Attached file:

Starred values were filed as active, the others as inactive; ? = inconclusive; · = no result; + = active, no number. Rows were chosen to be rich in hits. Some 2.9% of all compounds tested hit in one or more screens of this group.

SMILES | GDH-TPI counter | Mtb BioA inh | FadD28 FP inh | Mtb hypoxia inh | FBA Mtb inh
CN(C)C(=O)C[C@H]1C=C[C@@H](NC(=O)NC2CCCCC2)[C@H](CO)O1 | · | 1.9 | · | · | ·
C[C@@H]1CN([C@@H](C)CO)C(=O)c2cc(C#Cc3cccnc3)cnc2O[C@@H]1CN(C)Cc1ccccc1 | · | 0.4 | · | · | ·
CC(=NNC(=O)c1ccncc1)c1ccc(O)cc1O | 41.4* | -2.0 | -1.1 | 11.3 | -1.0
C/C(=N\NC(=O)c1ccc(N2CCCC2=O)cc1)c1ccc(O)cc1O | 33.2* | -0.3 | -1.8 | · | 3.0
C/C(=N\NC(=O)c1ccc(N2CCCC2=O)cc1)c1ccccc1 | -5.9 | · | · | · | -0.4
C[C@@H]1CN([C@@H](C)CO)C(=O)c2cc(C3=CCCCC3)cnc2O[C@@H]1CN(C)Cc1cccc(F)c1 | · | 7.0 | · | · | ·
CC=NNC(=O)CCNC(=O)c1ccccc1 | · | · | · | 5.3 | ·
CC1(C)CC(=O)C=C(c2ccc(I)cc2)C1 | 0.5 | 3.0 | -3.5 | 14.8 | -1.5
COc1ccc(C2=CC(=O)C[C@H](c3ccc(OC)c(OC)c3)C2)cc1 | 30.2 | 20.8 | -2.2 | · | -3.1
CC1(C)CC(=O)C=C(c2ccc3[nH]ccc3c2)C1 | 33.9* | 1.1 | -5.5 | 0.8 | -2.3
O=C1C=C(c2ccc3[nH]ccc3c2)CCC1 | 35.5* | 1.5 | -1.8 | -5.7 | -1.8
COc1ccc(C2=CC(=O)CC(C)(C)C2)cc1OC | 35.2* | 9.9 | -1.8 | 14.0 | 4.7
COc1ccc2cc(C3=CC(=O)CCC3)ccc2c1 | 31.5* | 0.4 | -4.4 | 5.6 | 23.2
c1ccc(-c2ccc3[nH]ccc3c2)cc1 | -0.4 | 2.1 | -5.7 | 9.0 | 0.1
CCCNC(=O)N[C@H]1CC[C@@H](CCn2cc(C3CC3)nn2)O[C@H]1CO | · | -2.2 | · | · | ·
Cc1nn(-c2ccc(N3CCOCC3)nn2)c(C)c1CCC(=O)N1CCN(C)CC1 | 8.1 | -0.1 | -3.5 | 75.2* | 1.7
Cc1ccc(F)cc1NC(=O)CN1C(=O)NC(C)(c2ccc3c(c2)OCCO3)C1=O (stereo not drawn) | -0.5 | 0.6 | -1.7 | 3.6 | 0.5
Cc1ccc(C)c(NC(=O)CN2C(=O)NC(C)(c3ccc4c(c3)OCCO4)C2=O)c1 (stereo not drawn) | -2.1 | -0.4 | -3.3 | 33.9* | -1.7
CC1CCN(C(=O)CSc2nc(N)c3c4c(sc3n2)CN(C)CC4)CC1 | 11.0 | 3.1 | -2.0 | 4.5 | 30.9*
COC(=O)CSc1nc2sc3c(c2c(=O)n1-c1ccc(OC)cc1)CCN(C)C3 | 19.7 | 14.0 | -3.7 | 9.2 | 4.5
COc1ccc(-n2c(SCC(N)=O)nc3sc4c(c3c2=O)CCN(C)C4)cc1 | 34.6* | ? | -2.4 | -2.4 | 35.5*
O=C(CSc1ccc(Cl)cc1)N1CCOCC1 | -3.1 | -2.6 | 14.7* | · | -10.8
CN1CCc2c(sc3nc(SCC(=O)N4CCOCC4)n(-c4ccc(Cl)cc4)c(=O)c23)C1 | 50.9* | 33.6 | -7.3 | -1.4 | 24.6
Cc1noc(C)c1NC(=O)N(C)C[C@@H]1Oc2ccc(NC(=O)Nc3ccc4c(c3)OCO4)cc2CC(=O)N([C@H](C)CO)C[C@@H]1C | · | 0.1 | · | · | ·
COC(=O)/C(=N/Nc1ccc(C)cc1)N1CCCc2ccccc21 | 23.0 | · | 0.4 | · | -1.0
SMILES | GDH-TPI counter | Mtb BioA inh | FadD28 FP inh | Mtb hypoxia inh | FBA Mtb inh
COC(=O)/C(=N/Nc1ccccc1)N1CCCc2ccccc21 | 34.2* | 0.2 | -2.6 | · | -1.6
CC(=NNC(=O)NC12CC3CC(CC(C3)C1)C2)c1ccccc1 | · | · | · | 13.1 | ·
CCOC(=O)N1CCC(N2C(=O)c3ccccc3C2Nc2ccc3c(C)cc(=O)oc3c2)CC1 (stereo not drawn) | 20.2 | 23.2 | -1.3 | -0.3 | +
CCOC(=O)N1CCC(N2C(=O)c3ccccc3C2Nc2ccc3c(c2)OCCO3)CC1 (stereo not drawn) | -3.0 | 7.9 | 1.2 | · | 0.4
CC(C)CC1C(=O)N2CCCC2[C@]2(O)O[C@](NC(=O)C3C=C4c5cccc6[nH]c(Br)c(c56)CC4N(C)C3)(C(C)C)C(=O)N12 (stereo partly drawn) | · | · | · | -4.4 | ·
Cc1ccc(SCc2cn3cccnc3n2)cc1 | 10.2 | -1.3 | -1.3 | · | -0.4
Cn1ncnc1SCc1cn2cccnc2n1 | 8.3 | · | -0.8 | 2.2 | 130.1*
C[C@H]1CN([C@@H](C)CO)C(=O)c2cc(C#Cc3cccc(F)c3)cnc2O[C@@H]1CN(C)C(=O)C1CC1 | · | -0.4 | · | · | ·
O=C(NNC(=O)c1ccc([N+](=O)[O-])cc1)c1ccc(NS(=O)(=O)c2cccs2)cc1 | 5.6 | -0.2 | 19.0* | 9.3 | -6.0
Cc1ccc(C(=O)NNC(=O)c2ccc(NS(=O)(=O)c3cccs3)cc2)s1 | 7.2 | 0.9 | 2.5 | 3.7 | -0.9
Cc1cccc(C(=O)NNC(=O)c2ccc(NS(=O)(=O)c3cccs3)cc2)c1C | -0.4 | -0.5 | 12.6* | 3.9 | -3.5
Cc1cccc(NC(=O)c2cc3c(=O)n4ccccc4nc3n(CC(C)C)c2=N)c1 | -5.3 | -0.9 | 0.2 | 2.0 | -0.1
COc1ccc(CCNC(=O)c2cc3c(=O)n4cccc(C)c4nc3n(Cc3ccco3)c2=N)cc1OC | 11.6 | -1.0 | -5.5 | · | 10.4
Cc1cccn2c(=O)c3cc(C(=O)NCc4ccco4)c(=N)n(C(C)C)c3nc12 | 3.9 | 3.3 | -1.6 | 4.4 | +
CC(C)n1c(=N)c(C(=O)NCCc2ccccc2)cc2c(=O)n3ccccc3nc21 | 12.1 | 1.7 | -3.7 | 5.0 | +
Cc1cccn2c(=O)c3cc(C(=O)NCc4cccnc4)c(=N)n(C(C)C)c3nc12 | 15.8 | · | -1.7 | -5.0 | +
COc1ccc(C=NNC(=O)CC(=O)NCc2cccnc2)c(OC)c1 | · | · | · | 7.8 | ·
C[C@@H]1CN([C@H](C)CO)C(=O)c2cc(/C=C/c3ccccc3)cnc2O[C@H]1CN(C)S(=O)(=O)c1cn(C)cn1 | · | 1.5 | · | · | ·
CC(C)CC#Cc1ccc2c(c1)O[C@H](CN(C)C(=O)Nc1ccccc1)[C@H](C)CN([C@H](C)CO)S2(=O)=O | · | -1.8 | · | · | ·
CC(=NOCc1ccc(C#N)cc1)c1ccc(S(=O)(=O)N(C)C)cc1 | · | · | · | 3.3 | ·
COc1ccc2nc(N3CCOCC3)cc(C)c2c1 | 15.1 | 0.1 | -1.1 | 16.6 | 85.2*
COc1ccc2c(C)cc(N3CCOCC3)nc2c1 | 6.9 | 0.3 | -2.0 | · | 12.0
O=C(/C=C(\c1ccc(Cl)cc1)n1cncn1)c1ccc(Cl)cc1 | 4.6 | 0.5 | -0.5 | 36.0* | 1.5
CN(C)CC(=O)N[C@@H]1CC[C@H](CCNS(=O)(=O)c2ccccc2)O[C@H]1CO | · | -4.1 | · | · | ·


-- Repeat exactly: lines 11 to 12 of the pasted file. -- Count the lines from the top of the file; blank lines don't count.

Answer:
COc1ccc(C2=CC(=O)C[C@H](c3ccc(OC)c(OC)c3)C2)cc1 | 30.2 | 20.8 | -2.2 | · | -3.1
CC1(C)CC(=O)C=C(c2ccc3[nH]ccc3c2)C1 | 33.9* | 1.1 | -5.5 | 0.8 | -2.3